Back to Africa
My Iberia flight from Madrid crosses over the Strait of Gibralter and brings me back to African soil (top portion is Spain while the bottom land mass is Morocco).
During my two flights to Morocco (London to Madrid, Madrid to Marrakech), I had images of what it would be like. Exotic foods, wonderful smells, traditionally-clad people.
And the country did not dissapoint. From the moment I landed I was thrown into a mixture of visual stimuli including a desert-esque landscape, traditionally-dressed muslims and extremely white Europeans in town for the weekend vacation. All this coupled with the sounds of French and Arabic being spoken very rapidly. I quickly came to realize that not many people spoke English...thus I would be surrounded by people but feel very alone.
I took a cab to the Medina area of the city in search of a place to stay. It was not long until I found that all the hotels were full as it given the European holiday. I persavered and finally found a small hotel among the maze of alleys that is the Medina. The simple room at the Smara Hotel (right near Hotel Essaouira) was 100 Dinah per night (about $13)...use of the shared shower was additional (5 dinah for cold, 10 for hot).
I set out with great excitement to explore the city. A few turns and twists
There are over a dozen of these stands peppered around the Djemaa el-Fna.
along the narrow alleys and I came upon the Djemma el-Fna, the large center square where all the action happens: street performers of all kinds (snake charmers, acrobats, musicians) try to separate tourists from their money while orange juice stand owners yell "try my juice" to the crowds of people milling about. The square is bordered by shops as well as cafes, some with rooftop terraces that are a good spot to sit and watch the circus that is the el-Fna.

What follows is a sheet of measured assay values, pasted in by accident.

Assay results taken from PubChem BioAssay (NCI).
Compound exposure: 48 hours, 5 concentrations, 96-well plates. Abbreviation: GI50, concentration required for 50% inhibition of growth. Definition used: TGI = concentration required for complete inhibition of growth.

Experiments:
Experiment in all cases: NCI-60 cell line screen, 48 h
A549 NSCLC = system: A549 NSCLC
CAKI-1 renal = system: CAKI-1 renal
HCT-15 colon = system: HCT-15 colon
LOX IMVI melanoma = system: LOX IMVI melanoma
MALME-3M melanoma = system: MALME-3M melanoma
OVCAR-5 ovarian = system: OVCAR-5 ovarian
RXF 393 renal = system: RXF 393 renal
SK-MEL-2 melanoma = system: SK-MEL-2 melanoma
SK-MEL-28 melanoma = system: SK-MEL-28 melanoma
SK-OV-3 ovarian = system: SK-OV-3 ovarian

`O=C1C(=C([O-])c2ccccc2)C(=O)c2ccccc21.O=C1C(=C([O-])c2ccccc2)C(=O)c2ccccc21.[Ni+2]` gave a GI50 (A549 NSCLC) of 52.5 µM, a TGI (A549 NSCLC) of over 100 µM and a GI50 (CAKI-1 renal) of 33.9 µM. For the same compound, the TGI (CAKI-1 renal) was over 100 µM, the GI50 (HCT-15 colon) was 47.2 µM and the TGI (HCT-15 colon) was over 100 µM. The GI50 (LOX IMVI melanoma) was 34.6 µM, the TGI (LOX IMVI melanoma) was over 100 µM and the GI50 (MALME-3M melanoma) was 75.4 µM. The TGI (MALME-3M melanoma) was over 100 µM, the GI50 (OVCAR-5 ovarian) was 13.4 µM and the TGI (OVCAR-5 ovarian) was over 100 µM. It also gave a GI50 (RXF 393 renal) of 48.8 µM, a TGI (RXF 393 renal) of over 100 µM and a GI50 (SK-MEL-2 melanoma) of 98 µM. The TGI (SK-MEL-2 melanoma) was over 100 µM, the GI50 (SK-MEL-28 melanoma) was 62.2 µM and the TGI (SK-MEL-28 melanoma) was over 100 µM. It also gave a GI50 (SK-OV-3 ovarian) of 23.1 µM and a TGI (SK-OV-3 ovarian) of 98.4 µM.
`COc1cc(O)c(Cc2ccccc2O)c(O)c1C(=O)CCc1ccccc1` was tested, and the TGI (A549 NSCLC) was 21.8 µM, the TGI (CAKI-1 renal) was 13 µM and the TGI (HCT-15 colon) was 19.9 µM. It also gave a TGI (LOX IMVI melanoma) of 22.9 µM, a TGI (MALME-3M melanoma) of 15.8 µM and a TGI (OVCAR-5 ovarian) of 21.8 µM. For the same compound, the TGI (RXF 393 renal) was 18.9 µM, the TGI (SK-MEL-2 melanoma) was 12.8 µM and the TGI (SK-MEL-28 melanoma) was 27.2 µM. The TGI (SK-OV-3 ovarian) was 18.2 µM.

It is hard to describe the feeling...but there was something artifical about the scene. The sounds and smells were real...but I almost felt as if I was in the Morocco section of Euro Disney (is there one??). I shook off the thought and headed out to wander further into the Medina. I soon came to realize that Marrakech is a shopper's dreamland with small retail businesses offering everything from shoes to leather goods to spices.
That night I had dinner in the el-Fna which fills up with food stalls (about 40 or so of them) all huddled next to each other. The culinary offerings ranged from grilled meats on skewers to seafood and soups. It was a
Surrounding the el-Fna are shops offering all kinds of trinkets for tourists to bring home.
cool night as the steam and smoke rose above the stalls from the various cookings. It was a true festive scene as the artists in the el-Fna played their music and did their crafts.
The next morning I set out of the Medina and into the proper city. Once you left the Medina walls it was a modern city. Even a McDonalds for those needing a piece of Americana. I walked and walked but found nothing to capture my interest. I did stumble upon a few camels just outside the Medina walls who were resting in an old olive tree orchard. They were used by locals to give tourists rides.
Once again at night I partook in the festivities that is the el-Fna. This time I ate with four French girls who had taken pity on me at an internet cafe and invited me to dine with them. They spoke a little English...which was very welcome after almost 36-hours of struggling with the few French words I know.
The following day I woke early, got on a bus and headed north to Fes.
Tot: 0.12s; Tpl: 0.012s; cc: 11; qc: 18; dbt: 0.0158s; 18; m:apollo w:www (184.108.40.206); sld: 3;
; mem: 6.3mb